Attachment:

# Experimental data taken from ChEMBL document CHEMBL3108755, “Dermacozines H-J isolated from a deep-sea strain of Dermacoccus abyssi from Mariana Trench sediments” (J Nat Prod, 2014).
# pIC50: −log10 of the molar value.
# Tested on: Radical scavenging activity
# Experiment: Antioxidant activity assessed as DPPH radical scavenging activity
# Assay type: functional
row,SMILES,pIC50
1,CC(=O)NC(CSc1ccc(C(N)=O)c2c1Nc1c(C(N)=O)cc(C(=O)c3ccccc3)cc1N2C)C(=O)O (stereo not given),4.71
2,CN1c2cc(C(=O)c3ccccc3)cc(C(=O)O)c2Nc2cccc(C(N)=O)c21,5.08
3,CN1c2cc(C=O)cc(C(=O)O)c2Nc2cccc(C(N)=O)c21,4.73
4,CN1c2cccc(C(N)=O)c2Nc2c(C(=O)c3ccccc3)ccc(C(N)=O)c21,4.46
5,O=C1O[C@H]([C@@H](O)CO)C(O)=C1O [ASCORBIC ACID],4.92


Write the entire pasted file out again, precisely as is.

# Experimental data taken from ChEMBL document CHEMBL3108755, “Dermacozines H-J isolated from a deep-sea strain of Dermacoccus abyssi from Mariana Trench sediments” (J Nat Prod, 2014).
# pIC50: −log10 of the molar value.
# Tested on: Radical scavenging activity
# Experiment: Antioxidant activity assessed as DPPH radical scavenging activity
# Assay type: functional
row,SMILES,pIC50
1,CC(=O)NC(CSc1ccc(C(N)=O)c2c1Nc1c(C(N)=O)cc(C(=O)c3ccccc3)cc1N2C)C(=O)O (stereo not given),4.71
2,CN1c2cc(C(=O)c3ccccc3)cc(C(=O)O)c2Nc2cccc(C(N)=O)c21,5.08
3,CN1c2cc(C=O)cc(C(=O)O)c2Nc2cccc(C(N)=O)c21,4.73
4,CN1c2cccc(C(N)=O)c2Nc2c(C(=O)c3ccccc3)ccc(C(N)=O)c21,4.46
5,O=C1O[C@H]([C@@H](O)CO)C(O)=C1O [ASCORBIC ACID],4.92